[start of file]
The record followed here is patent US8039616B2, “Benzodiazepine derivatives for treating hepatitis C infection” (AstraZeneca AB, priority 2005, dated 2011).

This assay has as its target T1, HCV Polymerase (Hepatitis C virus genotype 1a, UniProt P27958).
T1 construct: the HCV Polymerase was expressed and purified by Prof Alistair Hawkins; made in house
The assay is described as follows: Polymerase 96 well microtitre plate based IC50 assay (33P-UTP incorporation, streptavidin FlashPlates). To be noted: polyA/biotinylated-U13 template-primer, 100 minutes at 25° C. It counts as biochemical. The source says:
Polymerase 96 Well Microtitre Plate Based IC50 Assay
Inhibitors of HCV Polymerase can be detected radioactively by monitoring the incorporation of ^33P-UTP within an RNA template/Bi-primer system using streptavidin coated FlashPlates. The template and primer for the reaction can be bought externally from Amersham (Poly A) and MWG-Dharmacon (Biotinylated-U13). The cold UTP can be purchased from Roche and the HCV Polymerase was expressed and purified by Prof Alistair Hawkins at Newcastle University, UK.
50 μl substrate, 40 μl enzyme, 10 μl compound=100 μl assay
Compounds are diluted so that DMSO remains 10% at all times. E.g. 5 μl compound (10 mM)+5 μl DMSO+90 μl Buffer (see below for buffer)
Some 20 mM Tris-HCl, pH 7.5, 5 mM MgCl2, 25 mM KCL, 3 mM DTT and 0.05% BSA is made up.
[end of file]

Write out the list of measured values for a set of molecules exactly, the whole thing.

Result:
The record followed here is patent US8039616B2, “Benzodiazepine derivatives for treating hepatitis C infection” (AstraZeneca AB, priority 2005, dated 2011).

This assay has as its target T1, HCV Polymerase (Hepatitis C virus genotype 1a, UniProt P27958).
T1 construct: the HCV Polymerase was expressed and purified by Prof Alistair Hawkins; made in house
The assay is described as follows: Polymerase 96 well microtitre plate based IC50 assay (33P-UTP incorporation, streptavidin FlashPlates). To be noted: polyA/biotinylated-U13 template-primer, 100 minutes at 25° C. It counts as biochemical. The source says:
Polymerase 96 Well Microtitre Plate Based IC50 Assay
Inhibitors of HCV Polymerase can be detected radioactively by monitoring the incorporation of ^33P-UTP within an RNA template/Bi-primer system using streptavidin coated FlashPlates. The template and primer for the reaction can be bought externally from Amersham (Poly A) and MWG-Dharmacon (Biotinylated-U13). The cold UTP can be purchased from Roche and the HCV Polymerase was expressed and purified by Prof Alistair Hawkins at Newcastle University, UK.
50 μl substrate, 40 μl enzyme, 10 μl compound=100 μl assay
Compounds are diluted so that DMSO remains 10% at all times. E.g. 5 μl compound (10 mM)+5 μl DMSO+90 μl Buffer (see below for buffer)
Some 20 mM Tris-HCl, pH 7.5, 5 mM MgCl2, 25 mM KCL, 3 mM DTT and 0.05% BSA is made up.